CONFERENCE PROCEEDING
Smoking is associated with walking, fatigue, depression, and health-related quality of life in persons with multiple sclerosis
 
More details
Hide details
1
School of Physical Therapy and Rehabilitation, Dokuz Eylül University, Izmir, Turkey
2
Department of Physiotherapy and Rehabilitation, Faculty of Health Sciences, Izmir Katip Celebi University, Izmir, Turkey
3
Department of Neurology, Faculty of Medicine, Dokuz Eylül University, Izmir, Turkey
Publish date: 2018-10-03
 
Tob. Induc. Dis. 2018;16(Suppl 3):A21
KEYWORDS:
Download abstract book (PDF)

ABSTRACT:
Aim and objective:
Recent studies have reported that smoking is associated with increased multiple sclerosis (MS) risk. Additionally, non-smokers have lower self-reported disability and smoking cessation resulted in the decreased risk of reaching disability milestones. Although some studies have reported that smoking is associated with anxiety and depression, little is known about other common symptoms in persons with MS (pwMS). Thus, the aim was to investigate the association between smoking and walking, fatigue, depression, and health-related quality of life in pwMS.

Methods:
This study included 279 (199 female) pwMS. The current smoking status and pack-years of smoking were evaluated. Walking was assessed using Timed 25-Foot Walk (T25FW), Six-Minute Walk Test (6MWT), and 12-Item MS Walking Scale (MSWS-12). Fatigue, depression and health-related quality of life were assessed using Modified Fatigue Impact Scale (MFIS), Beck Depression Inventory (BDI), and MS International Quality of Life questionnaire (MusiQoL), respectively. Disability level was assessed using Expanded Disability Status Scale (EDSS).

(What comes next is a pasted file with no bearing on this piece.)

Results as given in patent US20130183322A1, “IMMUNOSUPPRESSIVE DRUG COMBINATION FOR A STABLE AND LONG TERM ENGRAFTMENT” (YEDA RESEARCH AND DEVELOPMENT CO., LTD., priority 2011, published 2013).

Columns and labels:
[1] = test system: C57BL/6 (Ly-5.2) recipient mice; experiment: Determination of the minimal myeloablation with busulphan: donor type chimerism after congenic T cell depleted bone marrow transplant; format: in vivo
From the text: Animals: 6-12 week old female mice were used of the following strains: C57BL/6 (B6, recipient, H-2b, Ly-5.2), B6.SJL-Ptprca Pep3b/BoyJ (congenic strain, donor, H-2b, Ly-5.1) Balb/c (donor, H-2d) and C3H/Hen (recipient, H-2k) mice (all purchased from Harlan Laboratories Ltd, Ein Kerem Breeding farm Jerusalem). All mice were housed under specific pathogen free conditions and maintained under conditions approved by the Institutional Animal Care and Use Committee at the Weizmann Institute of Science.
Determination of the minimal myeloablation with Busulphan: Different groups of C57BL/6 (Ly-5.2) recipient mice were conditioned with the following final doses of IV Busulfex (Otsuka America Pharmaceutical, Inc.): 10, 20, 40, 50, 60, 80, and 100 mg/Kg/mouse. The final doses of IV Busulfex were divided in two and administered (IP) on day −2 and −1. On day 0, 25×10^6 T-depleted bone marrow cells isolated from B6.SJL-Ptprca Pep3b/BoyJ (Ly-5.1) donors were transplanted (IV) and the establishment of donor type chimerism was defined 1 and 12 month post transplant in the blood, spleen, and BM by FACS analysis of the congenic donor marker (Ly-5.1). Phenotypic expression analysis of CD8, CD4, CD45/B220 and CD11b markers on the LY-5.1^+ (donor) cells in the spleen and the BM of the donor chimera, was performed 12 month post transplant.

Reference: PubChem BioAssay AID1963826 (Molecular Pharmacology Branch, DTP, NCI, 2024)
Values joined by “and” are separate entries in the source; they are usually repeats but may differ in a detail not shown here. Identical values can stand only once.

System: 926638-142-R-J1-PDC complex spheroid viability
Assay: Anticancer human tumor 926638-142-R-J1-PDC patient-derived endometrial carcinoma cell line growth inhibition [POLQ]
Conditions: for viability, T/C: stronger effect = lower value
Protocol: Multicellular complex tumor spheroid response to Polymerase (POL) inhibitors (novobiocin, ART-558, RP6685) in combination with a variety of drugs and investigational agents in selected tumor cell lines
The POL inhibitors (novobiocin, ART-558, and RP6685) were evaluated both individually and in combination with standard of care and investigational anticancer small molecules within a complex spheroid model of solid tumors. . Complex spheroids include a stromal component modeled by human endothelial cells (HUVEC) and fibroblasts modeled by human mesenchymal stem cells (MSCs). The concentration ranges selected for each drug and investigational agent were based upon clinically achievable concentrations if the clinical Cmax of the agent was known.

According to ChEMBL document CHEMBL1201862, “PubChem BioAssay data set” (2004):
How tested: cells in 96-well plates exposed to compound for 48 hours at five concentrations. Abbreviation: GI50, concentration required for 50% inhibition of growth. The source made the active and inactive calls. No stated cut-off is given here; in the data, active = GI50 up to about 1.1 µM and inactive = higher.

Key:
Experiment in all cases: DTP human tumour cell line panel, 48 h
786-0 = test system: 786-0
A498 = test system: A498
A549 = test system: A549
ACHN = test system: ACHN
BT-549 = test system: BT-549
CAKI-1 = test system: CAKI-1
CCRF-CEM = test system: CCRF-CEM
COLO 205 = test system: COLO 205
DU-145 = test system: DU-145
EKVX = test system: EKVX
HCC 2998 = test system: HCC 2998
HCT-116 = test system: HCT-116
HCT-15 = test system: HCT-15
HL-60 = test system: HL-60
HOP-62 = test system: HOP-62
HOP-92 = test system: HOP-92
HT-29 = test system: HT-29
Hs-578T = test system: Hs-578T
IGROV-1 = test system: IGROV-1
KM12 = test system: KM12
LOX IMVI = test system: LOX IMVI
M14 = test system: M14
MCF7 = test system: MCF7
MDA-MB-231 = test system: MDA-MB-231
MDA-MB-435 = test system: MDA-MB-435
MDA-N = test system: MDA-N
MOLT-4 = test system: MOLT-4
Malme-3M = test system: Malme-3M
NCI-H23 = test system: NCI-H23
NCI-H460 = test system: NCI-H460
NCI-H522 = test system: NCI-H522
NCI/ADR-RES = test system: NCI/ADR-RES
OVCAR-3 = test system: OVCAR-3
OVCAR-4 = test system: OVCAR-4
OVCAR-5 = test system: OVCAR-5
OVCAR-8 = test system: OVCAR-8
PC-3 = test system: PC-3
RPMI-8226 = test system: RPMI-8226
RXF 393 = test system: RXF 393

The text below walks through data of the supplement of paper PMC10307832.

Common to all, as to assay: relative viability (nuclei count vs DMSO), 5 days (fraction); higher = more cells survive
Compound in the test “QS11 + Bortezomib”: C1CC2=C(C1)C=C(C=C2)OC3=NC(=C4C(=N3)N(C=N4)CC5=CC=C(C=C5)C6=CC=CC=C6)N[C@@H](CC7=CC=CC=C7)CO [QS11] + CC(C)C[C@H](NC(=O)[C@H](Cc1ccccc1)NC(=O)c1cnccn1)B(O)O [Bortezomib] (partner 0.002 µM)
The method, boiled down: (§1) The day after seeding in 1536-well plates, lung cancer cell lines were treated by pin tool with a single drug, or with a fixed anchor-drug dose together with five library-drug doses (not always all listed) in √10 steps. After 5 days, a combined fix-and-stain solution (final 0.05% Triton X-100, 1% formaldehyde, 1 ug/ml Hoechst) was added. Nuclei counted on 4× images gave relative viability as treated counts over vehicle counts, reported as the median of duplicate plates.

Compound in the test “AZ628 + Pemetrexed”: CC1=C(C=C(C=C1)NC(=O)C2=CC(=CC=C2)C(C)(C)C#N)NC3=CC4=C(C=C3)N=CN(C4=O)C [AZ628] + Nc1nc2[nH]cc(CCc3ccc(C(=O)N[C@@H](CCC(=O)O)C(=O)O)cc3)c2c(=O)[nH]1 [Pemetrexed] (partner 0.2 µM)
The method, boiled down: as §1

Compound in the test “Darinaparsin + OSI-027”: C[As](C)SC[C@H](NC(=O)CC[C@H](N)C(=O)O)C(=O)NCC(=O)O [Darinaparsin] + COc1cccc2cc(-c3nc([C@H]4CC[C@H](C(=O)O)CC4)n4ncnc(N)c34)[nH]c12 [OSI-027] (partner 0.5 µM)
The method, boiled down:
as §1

Results:
There were 95 (34.1%) current smokers (mean pack-years of smoking was 9.2 (SD 7.1) years). Current smokers had significantly worse MFIS (p=0.003, pη²=0.031), BDI (p=0.044, pη²=0.015), and MusiQoL (p=0.003, pη²=0.031) scores adjusting for age, gender, EDSS and disease duration compared to non-smokers. No significant difference was observed between smokers and non-smokers in walking and physical activity measures (p>0.05). Pack-years of smoking was significantly correlated with T25FW (r=0.574, p<0.001), 6MWT (r=-0.461, p<0.001), MSWS-12 (r=0.684, p<0.001), MFIS (r=0.370, p<0.001), MusiQoL (r=-0.259, p=0.012), and BDI (r=0.269, p<0.001) in smokers.

Conclusions:
Smokers have significantly more fatigue and depression levels and less health-related quality of life compared to non-smoker pwMS. Increased pack-years of smoking is associated worse walking ability, depression, fatigue and health-related quality of life levels. Smoking cessation may reduce walking impairment as well as fatigue and depression, additionally increase health-related quality of life in pwMS.

CORRESPONDING AUTHOR:
Asiye Tuba Ozdogar   
School of Physical Therapy and Rehabilitation, Dokuz Eylül University, Izmir, Turkey
eISSN:1617-9625